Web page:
Relax, Refresh, Rejuvenate
Vida is survived by her daughter, Sun City Anthem resident Jane Noll, grandchildren Anne Mumm and Robert Noll, and great-grandchildren Matthew Mumm and Emily Hoffmann-Noll.
A memorial service will be conducted at 2:00 p.m. on Saturday, April 24, at Green Valley Presbyterian Church, 1798 Wigwam Parkway, in Henderson. In lieu of flowers, donations may be made to Odyssey Harbor House Hospice, 4011-A McLeod, Las Vegas, NV 89121.
The Story of a Life Well Lived
Vida, the daughter of George and Frederica Risley Isherwood, was born in Tampico, Illinois on January 18, 1905, the same year Albert Einstein introduced his Theory of Relativity. Her father was owner and editor of the local newspaper, the Tampico Tornado. Six years after Vida’s birth, her father published the birth announcement of Ronald Reagan, and Vida and her family knew Ronald Reagan and his family.
At the time of Vida’s birth, her family’s mode of transportation was a horse and buggy. The Isherwoods were the first family in town to have a bathtub in the bathroom, connected to water pipes. Until that time, bathtubs would usually be found in the kitchen and would be hand-filled by pouring buckets of water into the tub. Vida told her daughter Jane that finding time to use the bathroom was sometimes a challenge because of all the visitors who wanted to see the amazing new contraption in their bathroom.
Unlike most women of her day, Vida’s education did not stop with her 1922 high school graduation. After starting her college days at Rockford College, she went on to the Northwestern School of Speech, where one of her classmates was future famed ventriloquist Edgar Bergen. Vida recalled that Bergen was already dreaming up skits for his earliest version of his Charlie McCarthy dummy, which he fashioned by hand from a tree that was in his backyard.
In 1927, Vida graduated from Emerson College of Oratory in Boston, where she earned a degree in dramatics. After graduation she taught public speaking at Bradford Academy in Boston, a fashionable junior college for women.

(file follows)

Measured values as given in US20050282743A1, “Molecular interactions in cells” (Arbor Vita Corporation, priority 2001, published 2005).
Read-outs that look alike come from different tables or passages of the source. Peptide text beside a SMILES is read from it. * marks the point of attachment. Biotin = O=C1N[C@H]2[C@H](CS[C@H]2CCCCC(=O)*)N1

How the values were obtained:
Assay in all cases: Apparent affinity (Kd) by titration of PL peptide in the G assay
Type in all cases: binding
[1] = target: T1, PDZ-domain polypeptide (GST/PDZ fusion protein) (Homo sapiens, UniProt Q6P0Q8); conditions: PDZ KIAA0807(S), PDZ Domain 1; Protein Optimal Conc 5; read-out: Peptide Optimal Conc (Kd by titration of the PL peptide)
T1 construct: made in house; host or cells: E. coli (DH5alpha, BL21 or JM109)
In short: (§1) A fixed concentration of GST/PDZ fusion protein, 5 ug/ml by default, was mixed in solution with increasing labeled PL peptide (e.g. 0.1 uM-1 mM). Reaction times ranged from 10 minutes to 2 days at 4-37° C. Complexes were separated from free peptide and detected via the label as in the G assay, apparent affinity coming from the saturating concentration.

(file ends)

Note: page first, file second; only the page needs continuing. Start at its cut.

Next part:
Vida was an adventurous woman for her time. In the mid-1920s she and several other Emerson classmates drove from Boston to Illinois in a Ford touring car, not an easy excursion in those days.
When her mother became ill, Vida moved back to Rockford, Illinois to help care for her and taught public speaking in the local school system.
Jane Noll recounts an amusing incident involving her mother: “Somewhere around 1930, she and her cousin Dudley Risley were on a motor excursion and crossed into Nebraska, where they were shortly pulled over by the police and arrested. This was around the time the Bonnie and Clyde gang were terrorizing the Midwest with robberies and killings. A busybody woman looking from her window thought the car mother and Dudley were driving resembled Bonnie and Clyde’s vehicle, so she called the police. The police needed time to investigate, so they charged them with a violation of the Mann Act, which was designed to prevent the transport of unmarried women across state lines for immoral purposes. Soon after, of course, they were released.”
In 1931 Vida married Neil Venters and the couple moved to St. Louis, where daughter Jane was born. In later years the family relocated to Dayton and then to Mansfield, both in Ohio, where Vida continued to teach public school.
Vida’s husband Neil passed away in 1963. Back in St. Louis, she married Max Shelton, and the two lived in St. Louis for 23 years until he died.
By this time daughter Jane, who had two children and one grandchild, was living in Dallas, Texas. Vida joined her there and lived in a retirement community.
Jane’s husband passed away in 1997, and a year later her job required relocation to Denver, accompanied by Vida.
In April of 2000, Vida and Jane made Sun City Anthem their home, and Vida, already in her 90s, became involved in various activities that helped keep her young. She was a member of the Book Club and did ceramics, and kept limber as an active participant in Sit ‘N B Fit.
In 2009, Willard Scott wished Vida a happy 104th birthday on The Today Show. “He was supposed to do it on mother’s 100th birthday,” Jane recalls, “but the greetings were canceled that day because it was the day of President George W. Bush’s second inauguration. Then they wouldn’t do it the next two years because they said their records showed she had already been recognized on the program. But we finally got that fixed with a little help from our friends.”
When a little girl was born in 1905, she was given the name Vida, which is the Spanish word for “life.” The name was perfect for her, because Vida was a person who loved life, loved people, and brought happiness to many because of her warmth and friendliness. Vida was a blessing and a treasure, and will remain in our hearts.
(Thank you to Jane Noll and Sheila Morse for contributing to this remembrance)
A special thank you to David Berman for composing this elegant tribute to my wonderful Grandmother.
P.S. I miss you Nanny….
Vida Shelton, Age 105
Nanny ~ My Wonderful Grandmother!